Two developments in the groupthink that has corroded Hall of Fame voting over the last decade leave me genuinely flummoxed.
The first is the slavish devotion to WAR as the primary arbiter of worthiness.
WAR is a perfectly useful tool. But relying on it to the exclusion of everything else is like judging an actor on box office and not charisma. There has to be room for subjectivity. Otherwise, we might as well just load up the 2020 ballot on Baseball Reference, sort by WAR, and call it day.
Welcome to Cooperstown, Barry Bonds, Roger Clemens, Curt Schilling, Larry Walker, and Scott Rolen. Sit tight, Todd Helton and Bobby Abreu. You'll get your write-in campaigns, eventually, too.
The second change is the sudden certitude that the Hall is too small, and there are too many worthy candidates, and the 10-man ballot is anachronistic, and I'D VOTE FOR 21 MEN IF I COULD, DON'T MAKE ME CHOOSE!!!! This leads to voters submitting "strategic" ballots where they leave off, say, Derek Jeter, in order to help Andruw Jones or Cliff Lee meet the minimum five percent threshold to do it all again next year.
To my fellow voters: 10 is plenty. If you consistently feel there are 12 or 15 or 18 players worthy of enshrinement, you should reevaluate your standards. It's supposed to be an exclusive club; we're not handing out Costco memberships. (That's the Veteran's committee's job, unfortunately.)
Anyway, after examining this year's ballot, I am comfortable checking five names: Bonds, Clemens, Jeter, Schilling, and Gary Sheffield. Allow me to explain each decision in capsule form.
Derek Jeter — First ballot, obvious, no need to discuss. It turns out that Nomar wasn't, in fact, better.
Barry Bonds and Roger Clemens — There's a great line in the classic sitcom "Arrested Development" when a known arsonist is not so much asked as told that he burned down a storage unit.
"Oh, most definitely," he replies without hesitation, shame, or misdirection. That's how I feel about Bonds and Clemens when it comes to PEDs.
There's no reason to pretend either case is worth deliberating. But unless and until baseball removes them from the ballot, I'm not going to treat them differently than other players no more deserving of the benefit of the doubt who have nonetheless received it. They were a product of their era, which was dirtier than a dip cup, and they dominated it like no other.
If MLB doesn't want them in Cooperstown, that's not my problem.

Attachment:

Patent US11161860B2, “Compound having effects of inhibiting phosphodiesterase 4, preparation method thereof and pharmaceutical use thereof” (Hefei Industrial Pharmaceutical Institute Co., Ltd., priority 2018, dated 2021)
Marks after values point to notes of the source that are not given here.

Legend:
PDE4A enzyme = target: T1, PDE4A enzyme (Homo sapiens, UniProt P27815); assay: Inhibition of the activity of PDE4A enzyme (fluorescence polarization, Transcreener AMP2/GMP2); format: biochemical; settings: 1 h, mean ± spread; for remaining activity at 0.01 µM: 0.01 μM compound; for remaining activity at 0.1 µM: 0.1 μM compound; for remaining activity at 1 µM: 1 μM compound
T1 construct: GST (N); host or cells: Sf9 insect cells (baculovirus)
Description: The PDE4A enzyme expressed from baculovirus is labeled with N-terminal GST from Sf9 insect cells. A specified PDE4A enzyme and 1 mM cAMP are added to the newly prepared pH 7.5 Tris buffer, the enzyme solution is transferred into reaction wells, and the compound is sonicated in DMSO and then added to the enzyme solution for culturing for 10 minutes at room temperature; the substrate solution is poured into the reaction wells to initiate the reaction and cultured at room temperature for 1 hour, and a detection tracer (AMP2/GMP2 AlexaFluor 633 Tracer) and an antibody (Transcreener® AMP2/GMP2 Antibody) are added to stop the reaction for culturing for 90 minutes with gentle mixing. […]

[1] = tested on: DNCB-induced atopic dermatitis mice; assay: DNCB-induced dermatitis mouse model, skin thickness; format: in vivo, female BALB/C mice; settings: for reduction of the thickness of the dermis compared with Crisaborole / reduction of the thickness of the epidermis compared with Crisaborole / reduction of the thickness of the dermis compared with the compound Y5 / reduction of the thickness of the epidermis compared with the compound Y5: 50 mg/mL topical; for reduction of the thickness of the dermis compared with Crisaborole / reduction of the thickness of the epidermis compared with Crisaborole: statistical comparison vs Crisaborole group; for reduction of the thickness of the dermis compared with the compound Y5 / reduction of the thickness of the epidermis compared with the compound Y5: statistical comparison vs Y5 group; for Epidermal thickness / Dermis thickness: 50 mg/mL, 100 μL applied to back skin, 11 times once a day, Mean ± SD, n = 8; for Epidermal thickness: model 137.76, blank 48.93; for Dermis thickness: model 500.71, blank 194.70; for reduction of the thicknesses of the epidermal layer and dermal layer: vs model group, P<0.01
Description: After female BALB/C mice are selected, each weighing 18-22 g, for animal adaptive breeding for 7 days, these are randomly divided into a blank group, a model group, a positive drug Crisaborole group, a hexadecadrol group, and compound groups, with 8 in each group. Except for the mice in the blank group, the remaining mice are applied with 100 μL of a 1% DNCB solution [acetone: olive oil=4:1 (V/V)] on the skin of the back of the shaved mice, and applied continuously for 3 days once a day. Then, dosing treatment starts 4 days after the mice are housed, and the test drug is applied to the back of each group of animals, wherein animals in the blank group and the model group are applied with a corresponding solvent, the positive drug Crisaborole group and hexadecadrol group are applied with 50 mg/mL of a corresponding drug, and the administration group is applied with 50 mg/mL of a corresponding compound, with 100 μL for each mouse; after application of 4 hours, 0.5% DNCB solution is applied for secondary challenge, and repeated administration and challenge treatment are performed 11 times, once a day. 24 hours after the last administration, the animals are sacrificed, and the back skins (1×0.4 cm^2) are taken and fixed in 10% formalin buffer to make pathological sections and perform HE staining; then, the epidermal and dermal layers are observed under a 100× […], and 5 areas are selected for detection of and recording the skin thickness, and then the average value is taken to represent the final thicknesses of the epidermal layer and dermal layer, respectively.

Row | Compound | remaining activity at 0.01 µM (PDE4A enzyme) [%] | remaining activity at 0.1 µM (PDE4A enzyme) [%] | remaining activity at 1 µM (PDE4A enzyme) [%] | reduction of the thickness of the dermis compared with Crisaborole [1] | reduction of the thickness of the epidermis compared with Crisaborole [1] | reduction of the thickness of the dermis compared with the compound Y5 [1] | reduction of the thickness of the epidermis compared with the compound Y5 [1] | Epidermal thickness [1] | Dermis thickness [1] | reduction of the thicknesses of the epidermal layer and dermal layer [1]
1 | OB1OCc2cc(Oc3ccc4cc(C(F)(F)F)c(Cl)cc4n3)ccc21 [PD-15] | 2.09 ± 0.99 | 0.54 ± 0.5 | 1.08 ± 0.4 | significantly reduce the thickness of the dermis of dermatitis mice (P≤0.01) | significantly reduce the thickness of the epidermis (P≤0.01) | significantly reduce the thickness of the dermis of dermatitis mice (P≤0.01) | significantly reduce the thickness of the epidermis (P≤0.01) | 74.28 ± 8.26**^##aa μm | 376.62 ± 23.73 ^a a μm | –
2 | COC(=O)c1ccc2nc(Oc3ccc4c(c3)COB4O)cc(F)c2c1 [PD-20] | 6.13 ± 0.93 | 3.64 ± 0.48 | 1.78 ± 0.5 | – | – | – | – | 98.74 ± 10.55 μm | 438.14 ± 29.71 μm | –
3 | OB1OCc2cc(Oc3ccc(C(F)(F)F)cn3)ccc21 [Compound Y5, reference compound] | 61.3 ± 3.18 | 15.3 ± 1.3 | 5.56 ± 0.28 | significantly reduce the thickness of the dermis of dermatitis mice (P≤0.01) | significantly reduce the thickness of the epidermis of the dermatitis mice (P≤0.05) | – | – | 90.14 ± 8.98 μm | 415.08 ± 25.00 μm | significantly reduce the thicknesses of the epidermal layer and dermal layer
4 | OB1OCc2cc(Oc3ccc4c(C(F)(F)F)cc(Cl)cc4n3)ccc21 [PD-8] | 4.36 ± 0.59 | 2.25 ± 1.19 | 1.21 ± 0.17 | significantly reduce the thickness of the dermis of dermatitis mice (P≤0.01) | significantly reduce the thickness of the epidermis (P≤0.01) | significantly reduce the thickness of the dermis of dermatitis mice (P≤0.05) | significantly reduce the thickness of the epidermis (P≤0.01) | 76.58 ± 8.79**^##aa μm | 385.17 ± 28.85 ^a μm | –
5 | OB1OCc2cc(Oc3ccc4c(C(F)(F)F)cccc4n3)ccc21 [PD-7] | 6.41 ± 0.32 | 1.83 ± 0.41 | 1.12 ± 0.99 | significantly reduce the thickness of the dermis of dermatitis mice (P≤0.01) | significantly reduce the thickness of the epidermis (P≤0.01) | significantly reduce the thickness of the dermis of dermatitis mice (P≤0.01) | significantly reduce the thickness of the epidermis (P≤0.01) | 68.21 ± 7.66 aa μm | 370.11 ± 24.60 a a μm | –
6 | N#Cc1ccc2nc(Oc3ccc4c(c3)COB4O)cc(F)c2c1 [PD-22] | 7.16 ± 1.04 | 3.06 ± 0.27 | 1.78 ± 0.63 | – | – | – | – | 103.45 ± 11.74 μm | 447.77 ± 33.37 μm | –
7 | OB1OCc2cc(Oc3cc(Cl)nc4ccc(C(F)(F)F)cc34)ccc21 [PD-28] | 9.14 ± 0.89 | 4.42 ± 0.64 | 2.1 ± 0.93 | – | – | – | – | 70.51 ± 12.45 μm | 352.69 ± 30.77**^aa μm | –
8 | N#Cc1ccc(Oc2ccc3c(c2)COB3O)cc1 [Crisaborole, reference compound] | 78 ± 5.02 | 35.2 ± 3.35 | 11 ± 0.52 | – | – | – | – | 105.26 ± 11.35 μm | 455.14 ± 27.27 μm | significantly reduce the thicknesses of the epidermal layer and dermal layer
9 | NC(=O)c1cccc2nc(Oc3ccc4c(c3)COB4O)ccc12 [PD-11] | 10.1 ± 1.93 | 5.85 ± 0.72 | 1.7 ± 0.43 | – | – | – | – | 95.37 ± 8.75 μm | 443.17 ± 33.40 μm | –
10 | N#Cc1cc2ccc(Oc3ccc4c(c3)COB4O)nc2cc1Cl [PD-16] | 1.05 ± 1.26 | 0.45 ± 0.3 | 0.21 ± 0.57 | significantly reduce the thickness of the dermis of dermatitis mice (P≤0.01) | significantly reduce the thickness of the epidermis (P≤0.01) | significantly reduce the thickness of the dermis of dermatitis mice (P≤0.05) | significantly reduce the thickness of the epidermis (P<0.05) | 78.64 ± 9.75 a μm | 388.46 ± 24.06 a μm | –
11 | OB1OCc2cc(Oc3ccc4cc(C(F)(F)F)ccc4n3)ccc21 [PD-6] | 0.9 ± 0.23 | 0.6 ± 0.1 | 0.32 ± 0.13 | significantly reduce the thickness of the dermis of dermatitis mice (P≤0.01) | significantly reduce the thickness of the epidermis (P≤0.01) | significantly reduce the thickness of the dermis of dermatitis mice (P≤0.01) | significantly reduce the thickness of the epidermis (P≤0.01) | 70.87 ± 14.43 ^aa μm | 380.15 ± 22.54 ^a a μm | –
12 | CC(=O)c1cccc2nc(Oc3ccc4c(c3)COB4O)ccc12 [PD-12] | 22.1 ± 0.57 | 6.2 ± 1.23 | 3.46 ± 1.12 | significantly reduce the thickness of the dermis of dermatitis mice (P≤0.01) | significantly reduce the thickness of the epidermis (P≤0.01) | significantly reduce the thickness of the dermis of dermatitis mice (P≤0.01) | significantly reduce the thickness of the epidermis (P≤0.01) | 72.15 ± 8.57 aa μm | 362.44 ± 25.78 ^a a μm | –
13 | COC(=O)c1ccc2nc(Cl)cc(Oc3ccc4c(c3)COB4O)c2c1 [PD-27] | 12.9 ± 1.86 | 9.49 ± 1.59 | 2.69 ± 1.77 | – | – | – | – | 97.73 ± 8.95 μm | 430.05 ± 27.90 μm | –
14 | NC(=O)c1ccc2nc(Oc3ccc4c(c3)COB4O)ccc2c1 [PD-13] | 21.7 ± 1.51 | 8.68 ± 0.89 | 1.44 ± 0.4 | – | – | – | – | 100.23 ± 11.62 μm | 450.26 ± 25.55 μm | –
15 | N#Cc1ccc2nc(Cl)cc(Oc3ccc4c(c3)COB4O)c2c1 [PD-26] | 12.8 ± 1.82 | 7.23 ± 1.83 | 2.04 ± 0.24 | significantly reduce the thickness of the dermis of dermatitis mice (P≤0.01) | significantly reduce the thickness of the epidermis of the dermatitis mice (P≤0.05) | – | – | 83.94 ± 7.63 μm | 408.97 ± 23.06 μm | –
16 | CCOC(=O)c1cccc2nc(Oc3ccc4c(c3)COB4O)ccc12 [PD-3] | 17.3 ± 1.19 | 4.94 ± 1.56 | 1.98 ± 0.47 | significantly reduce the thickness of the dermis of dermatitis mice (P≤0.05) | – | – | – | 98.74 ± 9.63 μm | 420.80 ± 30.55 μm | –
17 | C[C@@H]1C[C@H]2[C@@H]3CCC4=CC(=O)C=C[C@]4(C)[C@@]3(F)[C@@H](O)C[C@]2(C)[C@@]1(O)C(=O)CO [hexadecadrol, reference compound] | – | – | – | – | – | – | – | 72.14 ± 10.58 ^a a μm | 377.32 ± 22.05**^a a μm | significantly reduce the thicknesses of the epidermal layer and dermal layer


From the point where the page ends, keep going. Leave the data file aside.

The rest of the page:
Curt Schilling — This can't be simply about Schilling's politics, which became abhorrent somewhere between John McCain and Sarah Palin. Schilling seems like the one player who's still being judged by the old standards, because his WAR (79.5) ranks third on the ballot. Checkmarks against him include not enough wins (216), All-Star berths (6), or Cy Young Awards (0).
But Schilling is a classic example of someone whose greatness needed to be seen in real time to be appreciated.
At the height of Randy Johnson, Pedro Martinez, Clemens, Roy Halladay, and every other contemporary great, Schilling stood above them all (my opinion) as the man you'd want on the mound in a must-win game.
He is without question the best big-game pitcher of the last 50 years — if not ever — and that 11-2, 2.23 postseason resume is no mirage. He made 19 playoff starts and allowed two runs or fewer in 16 of them while pitching in the heart of the juiced era.
I've said it before and I'll say it again: If my life depended on winning one game, I'd hand the ball to Schilling and sleep like a baby.
Gary Sheffield — Here's a player WAR hurts, because it penalizes him for deficiencies that shouldn't override his strengths.
To wit: Sheff wasn't much of a defender at third, short, left, or right. His defensive shortcomings end up hammering his lifetime WAR.
To this I say: so what? Defensive metrics remain notoriously unreliable, so why should their role in WAR be treated as unassailable? (As but one example, consider Jacoby Ellsbury, whose defensive runs saved flipped from positive in 2008 to negative in 2009. The Red Sox determined that most of the difference could be attributed to right fielder J.D. Drew's penchant for cutting in front of him to catch every lazy fly ball to right-center. Ellsbury wore each of them as a demerit, even though he was standing right there, too.)
Anyway, I'm not here to argue that WAR denies Sheffield his due as a great defender so much as it may overstate the case of other candidates — like this year's cause du jour, Larry Walker. If we toss the defensive portion of Sheffield's WAR and focus solely on offense, we're suddenly looking at a top-35 slugger, his 80.8 lifetime offensive WAR between Hall of Famers Rod Carew (81.0) and Frank Thomas (80.5). All 34 players ahead of him on the list are either in Cooperstown, still active (Albert Pujols), or named Barry Bonds, Alex Rodriguez, or Manny Ramirez (81.8). (For those wondering, Walker ranks 79th at 62.8.)
Add defense and baserunning, and Sheffield's overall WAR drops to 60.5, which makes him much more of a borderline case. But do we judge Einstein on his writing or his science? Sheffield was an offensive monster who also managed to steal over 250 bases. Add subjective criteria — you always scanned the opposing lineup to see where he was hitting — and he's an easy yes for me.
And finally, a note on a couple of no's.
I consider Walker a great player who's nonetheless a Coors Field creation (he hit 60 points higher at home than on the road for his career).
The slugger I wrestle with the most is Ramirez. I may eventually come around to yes, but for now, I can't ignore the fact that he was busted for PEDs twice after appearing on the infamous 2003 doping list. If he didn't care about his legacy, why should I?